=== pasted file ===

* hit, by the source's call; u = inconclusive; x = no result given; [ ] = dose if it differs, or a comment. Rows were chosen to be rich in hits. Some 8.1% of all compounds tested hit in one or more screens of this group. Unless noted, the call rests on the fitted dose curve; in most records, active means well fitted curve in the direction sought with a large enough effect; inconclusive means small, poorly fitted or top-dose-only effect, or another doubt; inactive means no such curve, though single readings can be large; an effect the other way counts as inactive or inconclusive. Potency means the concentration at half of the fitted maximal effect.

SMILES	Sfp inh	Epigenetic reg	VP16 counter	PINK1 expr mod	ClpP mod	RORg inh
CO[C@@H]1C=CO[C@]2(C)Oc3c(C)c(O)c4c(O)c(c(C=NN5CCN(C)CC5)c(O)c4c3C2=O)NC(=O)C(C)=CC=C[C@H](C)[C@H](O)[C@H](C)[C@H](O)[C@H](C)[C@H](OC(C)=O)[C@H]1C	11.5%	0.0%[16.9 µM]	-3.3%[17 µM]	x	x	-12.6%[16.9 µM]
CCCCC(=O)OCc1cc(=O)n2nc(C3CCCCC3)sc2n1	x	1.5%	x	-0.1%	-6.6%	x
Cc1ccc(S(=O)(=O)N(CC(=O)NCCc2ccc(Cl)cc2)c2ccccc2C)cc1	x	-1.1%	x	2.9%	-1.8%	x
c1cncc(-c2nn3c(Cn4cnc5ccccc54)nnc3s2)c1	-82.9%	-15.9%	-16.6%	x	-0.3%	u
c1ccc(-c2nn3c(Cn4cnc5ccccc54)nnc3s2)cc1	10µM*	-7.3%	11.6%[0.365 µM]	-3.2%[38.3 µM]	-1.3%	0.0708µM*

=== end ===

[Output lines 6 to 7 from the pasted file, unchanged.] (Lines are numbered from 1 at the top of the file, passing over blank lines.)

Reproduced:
c1cncc(-c2nn3c(Cn4cnc5ccccc54)nnc3s2)c1	-82.9%	-15.9%	-16.6%	x	-0.3%	u
c1ccc(-c2nn3c(Cn4cnc5ccccc54)nnc3s2)cc1	10µM*	-7.3%	11.6%[0.365 µM]	-3.2%[38.3 µM]	-1.3%	0.0708µM*